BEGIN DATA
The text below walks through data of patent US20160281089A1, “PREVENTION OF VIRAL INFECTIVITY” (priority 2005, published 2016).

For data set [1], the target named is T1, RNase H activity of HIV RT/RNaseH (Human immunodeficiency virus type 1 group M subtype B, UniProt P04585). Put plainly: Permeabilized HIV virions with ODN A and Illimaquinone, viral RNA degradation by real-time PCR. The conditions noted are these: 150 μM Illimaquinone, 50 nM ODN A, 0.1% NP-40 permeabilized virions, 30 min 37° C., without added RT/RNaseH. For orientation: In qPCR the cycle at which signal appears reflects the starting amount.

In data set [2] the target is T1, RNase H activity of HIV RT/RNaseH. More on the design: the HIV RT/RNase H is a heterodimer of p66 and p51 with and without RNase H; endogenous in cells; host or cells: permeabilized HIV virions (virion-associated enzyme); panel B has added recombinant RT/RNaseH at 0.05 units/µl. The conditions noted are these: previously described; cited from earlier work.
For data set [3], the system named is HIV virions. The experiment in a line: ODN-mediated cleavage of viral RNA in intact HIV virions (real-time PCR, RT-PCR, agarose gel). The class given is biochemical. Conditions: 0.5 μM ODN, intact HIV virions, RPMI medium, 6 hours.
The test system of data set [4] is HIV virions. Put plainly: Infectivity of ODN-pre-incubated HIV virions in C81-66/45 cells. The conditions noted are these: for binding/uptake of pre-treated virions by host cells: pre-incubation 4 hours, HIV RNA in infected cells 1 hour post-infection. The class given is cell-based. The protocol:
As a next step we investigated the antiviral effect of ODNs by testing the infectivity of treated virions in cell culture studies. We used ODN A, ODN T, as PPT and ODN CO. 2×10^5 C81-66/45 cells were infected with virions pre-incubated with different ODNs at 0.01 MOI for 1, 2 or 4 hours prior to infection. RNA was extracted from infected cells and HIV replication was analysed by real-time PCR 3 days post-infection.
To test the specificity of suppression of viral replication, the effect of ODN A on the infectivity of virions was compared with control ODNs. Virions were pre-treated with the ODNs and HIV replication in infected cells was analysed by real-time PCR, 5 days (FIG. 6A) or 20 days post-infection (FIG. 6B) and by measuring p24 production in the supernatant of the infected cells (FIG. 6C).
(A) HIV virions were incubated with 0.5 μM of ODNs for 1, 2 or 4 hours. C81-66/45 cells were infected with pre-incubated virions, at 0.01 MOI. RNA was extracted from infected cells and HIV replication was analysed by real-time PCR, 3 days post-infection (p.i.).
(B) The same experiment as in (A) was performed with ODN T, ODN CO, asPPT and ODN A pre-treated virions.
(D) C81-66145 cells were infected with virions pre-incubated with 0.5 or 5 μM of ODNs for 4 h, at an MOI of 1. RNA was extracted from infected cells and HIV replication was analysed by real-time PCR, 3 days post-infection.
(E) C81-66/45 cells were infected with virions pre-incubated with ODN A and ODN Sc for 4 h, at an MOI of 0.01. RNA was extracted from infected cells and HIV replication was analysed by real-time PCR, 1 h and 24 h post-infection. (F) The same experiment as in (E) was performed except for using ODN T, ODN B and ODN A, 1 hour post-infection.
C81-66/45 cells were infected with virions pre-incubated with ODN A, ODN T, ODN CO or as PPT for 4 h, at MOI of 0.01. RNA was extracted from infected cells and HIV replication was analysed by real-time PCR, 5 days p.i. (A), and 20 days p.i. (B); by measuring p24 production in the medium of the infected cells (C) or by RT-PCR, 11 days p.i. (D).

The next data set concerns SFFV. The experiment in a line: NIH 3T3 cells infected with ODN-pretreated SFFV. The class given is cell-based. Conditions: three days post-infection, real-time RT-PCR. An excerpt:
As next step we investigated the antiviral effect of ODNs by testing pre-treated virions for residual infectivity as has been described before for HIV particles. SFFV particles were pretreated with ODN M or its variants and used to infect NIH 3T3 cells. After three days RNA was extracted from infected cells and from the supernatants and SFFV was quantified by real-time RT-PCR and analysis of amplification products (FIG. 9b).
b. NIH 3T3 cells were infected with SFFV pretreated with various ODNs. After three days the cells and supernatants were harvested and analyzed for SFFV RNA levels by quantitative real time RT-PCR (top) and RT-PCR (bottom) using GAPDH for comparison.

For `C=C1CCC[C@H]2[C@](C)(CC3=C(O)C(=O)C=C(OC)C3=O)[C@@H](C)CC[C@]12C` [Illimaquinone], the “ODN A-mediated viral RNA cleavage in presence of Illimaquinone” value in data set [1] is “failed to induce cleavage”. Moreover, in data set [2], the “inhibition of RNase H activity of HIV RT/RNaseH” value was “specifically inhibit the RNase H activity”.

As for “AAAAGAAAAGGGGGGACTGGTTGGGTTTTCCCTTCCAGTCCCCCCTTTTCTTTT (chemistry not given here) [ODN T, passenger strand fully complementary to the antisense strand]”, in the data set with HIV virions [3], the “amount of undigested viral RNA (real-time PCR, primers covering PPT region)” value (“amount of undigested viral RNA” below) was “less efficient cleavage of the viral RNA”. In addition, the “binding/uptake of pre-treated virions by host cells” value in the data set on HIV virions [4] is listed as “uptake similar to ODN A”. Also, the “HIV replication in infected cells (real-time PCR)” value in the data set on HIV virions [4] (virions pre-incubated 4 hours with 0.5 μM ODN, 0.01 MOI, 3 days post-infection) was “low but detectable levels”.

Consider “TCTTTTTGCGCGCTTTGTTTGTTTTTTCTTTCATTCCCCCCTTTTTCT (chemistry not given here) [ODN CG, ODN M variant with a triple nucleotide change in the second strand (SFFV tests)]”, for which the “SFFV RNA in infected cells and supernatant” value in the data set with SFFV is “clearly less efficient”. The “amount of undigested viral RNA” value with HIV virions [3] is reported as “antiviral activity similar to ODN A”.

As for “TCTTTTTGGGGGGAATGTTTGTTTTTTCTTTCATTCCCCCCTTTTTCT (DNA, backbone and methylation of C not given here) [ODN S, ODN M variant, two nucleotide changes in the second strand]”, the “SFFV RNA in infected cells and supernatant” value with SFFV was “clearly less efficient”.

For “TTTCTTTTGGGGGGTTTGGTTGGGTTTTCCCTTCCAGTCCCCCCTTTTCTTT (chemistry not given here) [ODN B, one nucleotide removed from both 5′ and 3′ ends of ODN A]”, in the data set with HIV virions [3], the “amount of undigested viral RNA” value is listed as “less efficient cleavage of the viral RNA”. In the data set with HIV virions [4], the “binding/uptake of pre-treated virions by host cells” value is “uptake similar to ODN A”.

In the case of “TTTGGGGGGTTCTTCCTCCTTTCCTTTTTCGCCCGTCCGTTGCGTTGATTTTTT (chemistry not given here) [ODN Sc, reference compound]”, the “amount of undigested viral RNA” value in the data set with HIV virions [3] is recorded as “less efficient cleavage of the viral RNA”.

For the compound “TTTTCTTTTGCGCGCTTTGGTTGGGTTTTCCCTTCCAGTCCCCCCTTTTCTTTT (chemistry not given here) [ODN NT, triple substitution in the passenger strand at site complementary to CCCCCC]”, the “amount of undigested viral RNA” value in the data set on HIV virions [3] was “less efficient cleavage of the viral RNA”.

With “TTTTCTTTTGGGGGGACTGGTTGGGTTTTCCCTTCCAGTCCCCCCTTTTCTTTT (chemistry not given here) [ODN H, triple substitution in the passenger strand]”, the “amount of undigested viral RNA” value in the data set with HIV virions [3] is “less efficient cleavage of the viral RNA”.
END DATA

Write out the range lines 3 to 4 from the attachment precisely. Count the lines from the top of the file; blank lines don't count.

In data set [2] the target is T1, RNase H activity of HIV RT/RNaseH. More on the design: the HIV RT/RNase H is a heterodimer of p66 and p51 with and without RNase H; endogenous in cells; host or cells: permeabilized HIV virions (virion-associated enzyme); panel B has added recombinant RT/RNaseH at 0.05 units/µl. The conditions noted are these: previously described; cited from earlier work.
For data set [3], the system named is HIV virions. The experiment in a line: ODN-mediated cleavage of viral RNA in intact HIV virions (real-time PCR, RT-PCR, agarose gel). The class given is biochemical. Conditions: 0.5 μM ODN, intact HIV virions, RPMI medium, 6 hours.